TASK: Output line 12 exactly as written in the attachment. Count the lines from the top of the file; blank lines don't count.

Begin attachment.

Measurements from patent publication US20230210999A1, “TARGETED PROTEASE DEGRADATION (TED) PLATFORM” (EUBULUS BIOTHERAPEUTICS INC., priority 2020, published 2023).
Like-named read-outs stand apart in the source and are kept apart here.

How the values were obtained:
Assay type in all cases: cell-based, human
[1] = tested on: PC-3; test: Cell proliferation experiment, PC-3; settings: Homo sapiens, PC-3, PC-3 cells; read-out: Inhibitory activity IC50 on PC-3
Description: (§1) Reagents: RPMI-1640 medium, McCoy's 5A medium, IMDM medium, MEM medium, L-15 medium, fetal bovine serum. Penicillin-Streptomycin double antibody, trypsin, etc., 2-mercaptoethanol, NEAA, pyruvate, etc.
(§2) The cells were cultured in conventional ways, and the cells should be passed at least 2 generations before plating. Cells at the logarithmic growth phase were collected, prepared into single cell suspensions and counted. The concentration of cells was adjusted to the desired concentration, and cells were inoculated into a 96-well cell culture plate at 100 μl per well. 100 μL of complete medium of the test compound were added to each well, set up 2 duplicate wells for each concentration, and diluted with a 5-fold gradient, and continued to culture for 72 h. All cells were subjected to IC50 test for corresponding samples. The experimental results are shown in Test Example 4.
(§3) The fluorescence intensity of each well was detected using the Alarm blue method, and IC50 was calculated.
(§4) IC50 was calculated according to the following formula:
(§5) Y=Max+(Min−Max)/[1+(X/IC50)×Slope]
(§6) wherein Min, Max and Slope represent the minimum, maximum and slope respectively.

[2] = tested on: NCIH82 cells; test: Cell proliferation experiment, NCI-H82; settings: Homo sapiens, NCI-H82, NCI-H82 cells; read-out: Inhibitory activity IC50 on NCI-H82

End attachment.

[2] = tested on: NCIH82 cells; test: Cell proliferation experiment, NCI-H82; settings: Homo sapiens, NCI-H82, NCI-H82 cells; read-out: Inhibitory activity IC50 on NCI-H82